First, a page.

Keywords: Food sources – habitat– species richness
Authors: Anyakorah CI, Odesola K, Usman R
Recieved: 30 June 2016, Accepted: 20 February 2017, Published: 12 March 2017
Indiscriminate disposal of engine oil is considered a serious threat to the environment due to its chemical composition. Pleurotus tuber-regium, an edible mushroom has been implicated in bioremediation and bioaccumulation of compounds from its environment. The study was to assess the effect of engine oil on molecular finger prints of Pleurotus tuber-regium Fr Sing. Loamy soil contaminated with spent and non- spent engine oil at the rate of 2, 4, 6, 8 and 10% concentrations respectively was inoculated with 30g sclerotia. DNA was extracted only from sporophores grown at 2 and 4% oil contamination. Two ITS primers (ITS 1/ITS 4B and ITS 1/ITS 4A) with six RAPD primers (OPM 14, OPL 20, OPK 01, OPA 04, OPD 07 and OPD 11) were used to elucidate variations in the genomic profiles. ITS 1/ITS 4B primer amplified a single band at 600 bp from the fragments while RAPD primers showed PCR product amplifications of variable sizes (500 bp–800 bp). Although similarity existed among fragments from the same contamination level, the dendrogram revealed one major cluster which deviated according to contamination levels irrespective of type of oil; 4% fragments were more closely related than 2%. This indicates that exposure to different doses of oil could affect the molecular finger prints of P. tuber-regium. The implication is that engine oil could cause variations in DNA profile.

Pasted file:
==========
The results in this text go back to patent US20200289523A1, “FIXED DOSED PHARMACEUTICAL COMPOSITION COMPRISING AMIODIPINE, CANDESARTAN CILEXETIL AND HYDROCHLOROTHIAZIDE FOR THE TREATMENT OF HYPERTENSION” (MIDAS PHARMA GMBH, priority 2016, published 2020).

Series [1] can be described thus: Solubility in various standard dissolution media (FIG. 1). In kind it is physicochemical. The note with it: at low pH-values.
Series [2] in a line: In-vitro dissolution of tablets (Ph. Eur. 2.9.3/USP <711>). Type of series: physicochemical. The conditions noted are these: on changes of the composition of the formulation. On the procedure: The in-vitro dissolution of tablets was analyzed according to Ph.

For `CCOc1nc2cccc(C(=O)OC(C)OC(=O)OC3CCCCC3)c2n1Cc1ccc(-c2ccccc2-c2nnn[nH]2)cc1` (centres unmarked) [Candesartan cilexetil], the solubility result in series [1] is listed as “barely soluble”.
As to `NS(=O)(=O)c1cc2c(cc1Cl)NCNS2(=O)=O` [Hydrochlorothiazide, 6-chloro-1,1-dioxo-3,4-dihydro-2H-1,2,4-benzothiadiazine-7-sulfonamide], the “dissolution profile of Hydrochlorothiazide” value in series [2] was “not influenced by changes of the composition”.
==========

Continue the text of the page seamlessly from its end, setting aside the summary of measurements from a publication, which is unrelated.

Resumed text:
Keywords: DNA profile – environment – mushroom – pollution – primers
Authors: Çolak ÖF, Kaygusuz O, Işıloğlu M
Recieved: 05 February 2017, Accepted: 10 March 2017, Published: 13 March 2017
In this study, two Lactarius species are reported which form mycorrhizal associations with Cistus laurifolius. Of these, Lactarius tesquorum is a rare species in the mycota of Turkey, and L. cistophilus is a new record. Microscopic drawings and detailed descriptions of the taxa are given together with morphological photographs.
Keywords: biodiversity – ectomycorrhiza – milk caps – Russulaceae – Turkish mycobiota
5. Soil physicochemical properties and its relationship with AMF spore density under two cropping systems.
Authors: Nongkling P, Kayang H
Recieved: 30 June 2016, Accepted: 20 February 2017, Published: 14 March 2017